Fender Guitars, long known for its iconic Strats and Teles, may turn a few heads with the flame-maple-topped, dreadnought-sized T-Bucket 400CE, which is not only good looking, but sounds good and, most importantly, is affordable.
The striking shimmer of the maple soundboard is complimented by laminated lacewood back and sides that have a pebble-grained appearance. The hot-rod-themed aesthetics are reflected in the rosette and fret markers, which feature “nuts” and “bolts” icons. The butter-bean tuners add vintage style.
The Test Drive
The T-Bucket has a thin C-shaped neck and slippery low action that should keep rockers happily flying around with speedy precision on the T-Bucket’s stock light gauge strings (.012–.052). The thin neck (1.625 inches at the nut), which sports an attractive maple headstock, allows for easy thumb-over-the-neck Pete Townshend “Pinball Wizard”-styled chord grips.
At $399, you get a lot of bang for your buck
from the T-Bucket 400.
I try some Django-inspired runs through “All of Me” and “Swing 42.” The T-Bucket is hardly a Gypsy-jazz guitar, but it does sound convincing in this setting—the slightly compressed sound and mid-range punch of the T-Bucket makes for a good rhythm guitar for the Gypsy style. Also, the cutaway lends itself to string excursions beyond the 14th fret, a boon for players of all styles.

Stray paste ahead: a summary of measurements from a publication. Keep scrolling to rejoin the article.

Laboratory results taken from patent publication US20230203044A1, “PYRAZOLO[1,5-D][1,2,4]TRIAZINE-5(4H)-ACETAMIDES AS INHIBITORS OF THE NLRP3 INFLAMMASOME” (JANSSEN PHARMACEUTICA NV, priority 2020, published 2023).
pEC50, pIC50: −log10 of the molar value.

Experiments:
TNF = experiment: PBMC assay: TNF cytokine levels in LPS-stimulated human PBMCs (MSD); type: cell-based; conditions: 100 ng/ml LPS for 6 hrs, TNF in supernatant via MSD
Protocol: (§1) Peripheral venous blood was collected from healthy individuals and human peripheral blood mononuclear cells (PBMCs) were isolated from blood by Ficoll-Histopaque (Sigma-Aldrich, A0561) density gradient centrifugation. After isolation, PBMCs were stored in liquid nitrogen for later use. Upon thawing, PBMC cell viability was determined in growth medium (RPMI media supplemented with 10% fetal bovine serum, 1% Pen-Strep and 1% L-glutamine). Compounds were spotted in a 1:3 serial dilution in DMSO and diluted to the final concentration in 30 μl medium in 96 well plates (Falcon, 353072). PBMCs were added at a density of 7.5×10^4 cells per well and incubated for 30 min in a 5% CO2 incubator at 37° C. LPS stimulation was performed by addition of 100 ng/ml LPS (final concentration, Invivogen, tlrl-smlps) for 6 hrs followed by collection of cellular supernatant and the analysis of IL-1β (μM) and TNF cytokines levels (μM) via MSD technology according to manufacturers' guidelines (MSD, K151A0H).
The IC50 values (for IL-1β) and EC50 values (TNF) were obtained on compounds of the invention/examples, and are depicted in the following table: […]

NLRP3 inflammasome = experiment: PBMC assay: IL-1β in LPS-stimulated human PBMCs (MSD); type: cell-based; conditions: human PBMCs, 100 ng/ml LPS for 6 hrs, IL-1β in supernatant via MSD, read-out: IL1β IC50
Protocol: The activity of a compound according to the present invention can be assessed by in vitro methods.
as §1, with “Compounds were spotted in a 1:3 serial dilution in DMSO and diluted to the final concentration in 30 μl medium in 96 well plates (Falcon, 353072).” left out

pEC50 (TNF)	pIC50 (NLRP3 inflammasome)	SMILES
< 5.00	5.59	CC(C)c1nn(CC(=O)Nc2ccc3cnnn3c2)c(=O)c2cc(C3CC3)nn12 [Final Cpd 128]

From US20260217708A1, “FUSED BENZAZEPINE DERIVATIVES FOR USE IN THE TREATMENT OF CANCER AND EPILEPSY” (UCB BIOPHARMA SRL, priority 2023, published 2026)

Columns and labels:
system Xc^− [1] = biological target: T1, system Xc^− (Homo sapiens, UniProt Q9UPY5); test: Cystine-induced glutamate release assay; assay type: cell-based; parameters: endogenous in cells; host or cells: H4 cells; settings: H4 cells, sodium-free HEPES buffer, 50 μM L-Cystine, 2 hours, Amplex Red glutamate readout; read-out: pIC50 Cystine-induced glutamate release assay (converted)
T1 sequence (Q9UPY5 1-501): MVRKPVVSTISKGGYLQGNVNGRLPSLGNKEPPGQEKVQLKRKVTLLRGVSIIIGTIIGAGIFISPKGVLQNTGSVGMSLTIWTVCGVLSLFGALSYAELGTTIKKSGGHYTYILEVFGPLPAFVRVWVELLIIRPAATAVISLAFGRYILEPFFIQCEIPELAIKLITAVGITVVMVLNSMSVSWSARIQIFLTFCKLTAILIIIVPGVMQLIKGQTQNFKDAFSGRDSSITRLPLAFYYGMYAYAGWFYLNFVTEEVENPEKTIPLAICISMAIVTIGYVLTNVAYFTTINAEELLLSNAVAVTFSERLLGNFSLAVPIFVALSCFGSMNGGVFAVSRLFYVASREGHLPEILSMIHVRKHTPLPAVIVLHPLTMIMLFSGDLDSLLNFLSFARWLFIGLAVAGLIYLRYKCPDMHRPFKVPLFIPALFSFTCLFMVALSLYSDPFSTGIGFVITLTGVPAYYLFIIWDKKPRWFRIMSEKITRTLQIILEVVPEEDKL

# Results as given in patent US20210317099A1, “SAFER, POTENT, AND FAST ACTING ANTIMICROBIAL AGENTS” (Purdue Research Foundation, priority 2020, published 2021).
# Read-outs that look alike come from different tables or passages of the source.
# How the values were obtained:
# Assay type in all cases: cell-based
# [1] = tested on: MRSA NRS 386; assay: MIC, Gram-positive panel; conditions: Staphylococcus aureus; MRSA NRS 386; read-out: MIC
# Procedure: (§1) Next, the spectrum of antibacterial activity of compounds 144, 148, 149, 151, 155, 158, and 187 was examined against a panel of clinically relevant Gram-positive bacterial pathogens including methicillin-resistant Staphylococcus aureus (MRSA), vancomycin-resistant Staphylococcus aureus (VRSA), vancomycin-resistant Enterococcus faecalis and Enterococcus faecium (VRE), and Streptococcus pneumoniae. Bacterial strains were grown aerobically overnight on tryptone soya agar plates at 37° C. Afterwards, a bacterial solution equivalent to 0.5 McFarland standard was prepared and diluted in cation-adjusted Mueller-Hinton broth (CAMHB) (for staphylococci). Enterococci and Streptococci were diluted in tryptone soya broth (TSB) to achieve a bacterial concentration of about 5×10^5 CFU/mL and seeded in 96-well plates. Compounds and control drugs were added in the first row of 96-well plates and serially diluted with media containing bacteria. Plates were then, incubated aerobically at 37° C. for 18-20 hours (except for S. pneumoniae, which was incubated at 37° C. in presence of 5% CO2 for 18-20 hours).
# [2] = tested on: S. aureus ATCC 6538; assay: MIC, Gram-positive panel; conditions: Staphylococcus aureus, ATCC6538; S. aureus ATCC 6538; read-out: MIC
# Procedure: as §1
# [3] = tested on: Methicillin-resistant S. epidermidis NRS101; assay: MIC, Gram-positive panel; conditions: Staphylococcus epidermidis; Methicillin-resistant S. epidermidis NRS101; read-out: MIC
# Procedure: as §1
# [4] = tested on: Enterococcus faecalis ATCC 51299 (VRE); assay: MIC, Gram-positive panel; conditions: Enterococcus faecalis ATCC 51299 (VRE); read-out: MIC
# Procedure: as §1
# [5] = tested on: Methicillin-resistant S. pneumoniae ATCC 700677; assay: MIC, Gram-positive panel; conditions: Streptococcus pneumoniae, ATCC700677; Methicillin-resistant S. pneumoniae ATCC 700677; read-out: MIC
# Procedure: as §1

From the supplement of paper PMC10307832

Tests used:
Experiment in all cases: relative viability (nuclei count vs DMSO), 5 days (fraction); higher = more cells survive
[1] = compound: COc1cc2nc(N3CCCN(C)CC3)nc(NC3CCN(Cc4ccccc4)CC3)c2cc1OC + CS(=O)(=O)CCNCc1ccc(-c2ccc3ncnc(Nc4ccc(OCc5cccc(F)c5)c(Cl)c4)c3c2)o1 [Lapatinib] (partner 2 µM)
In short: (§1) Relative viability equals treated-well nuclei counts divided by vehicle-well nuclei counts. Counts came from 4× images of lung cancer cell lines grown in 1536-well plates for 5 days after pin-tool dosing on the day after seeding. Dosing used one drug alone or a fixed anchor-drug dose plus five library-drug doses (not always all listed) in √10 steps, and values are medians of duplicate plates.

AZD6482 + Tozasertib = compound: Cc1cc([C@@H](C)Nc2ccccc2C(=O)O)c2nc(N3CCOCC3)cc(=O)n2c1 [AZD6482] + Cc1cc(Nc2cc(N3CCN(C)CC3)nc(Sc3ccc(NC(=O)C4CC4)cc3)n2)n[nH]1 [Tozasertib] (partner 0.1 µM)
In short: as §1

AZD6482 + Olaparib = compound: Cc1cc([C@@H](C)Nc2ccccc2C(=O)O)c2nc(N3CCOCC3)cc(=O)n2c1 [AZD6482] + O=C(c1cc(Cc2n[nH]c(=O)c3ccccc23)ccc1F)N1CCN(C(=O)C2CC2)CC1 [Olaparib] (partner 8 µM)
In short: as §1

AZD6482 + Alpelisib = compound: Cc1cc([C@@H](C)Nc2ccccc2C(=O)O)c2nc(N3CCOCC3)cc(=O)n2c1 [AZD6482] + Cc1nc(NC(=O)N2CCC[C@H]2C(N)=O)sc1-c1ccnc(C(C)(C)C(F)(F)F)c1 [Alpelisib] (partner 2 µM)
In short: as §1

The TB features a Fishman Isys III pickup system that is equipped with onboard volume, EQ controls (bass, middle, treble), and tuner. I plug the TB into a Fishman Loudbox Mini. Some onboard preamps have only one or two EQ controls, but I’m happy to have three to dial in the proper amount based on the style that I’m playing—for example, a little more bass for strumming or a little less mid for fingerpicking.
With its narrow nut, the TB feels a little cramped for fingerpicking (2 1/8-inches of string spacing at the saddle), but if you have small hands, you may welcome the compact fit.
I bring the Fender to a gig and ask my second guitarist to play the TB through a separate amplifier (another Fishman Loudbox). Although she is mostly strumming and I’m fingerpicking, her sound is a little crisper and clearer.
I find myself envious of her sound.
The T-Bucket does not come equipped with a case or gig bag, so you’ll need to factor in the extra expense, but at $399, you get a lot of bang for your buck.
AT A GLANCE: Fender T-Bucket 400CE
SHAPE Dreadnought cutaway with a 14-fret neck junction
TOP Laminated flamed maple
BACK & SIDES Laminated lacewood
BRACING Quartersawn scalloped “X”
NUT 1.625 inches
STRING LENGTH 25.3-inch scale
PROFILE “C” shape
HEADSTOCK Maple laminate
NUT Graph Tech NuBone
STRINGS Fender Dura-Tone Coated 80/20 Bronze (.012–.052)
TUNERS Chrome die-cast
Fishman Isys III system with active 3-band EQ and tuner
Made in Indonesia
This article originally appeared in the March 2017 issue of Acoustic Guitar magazine.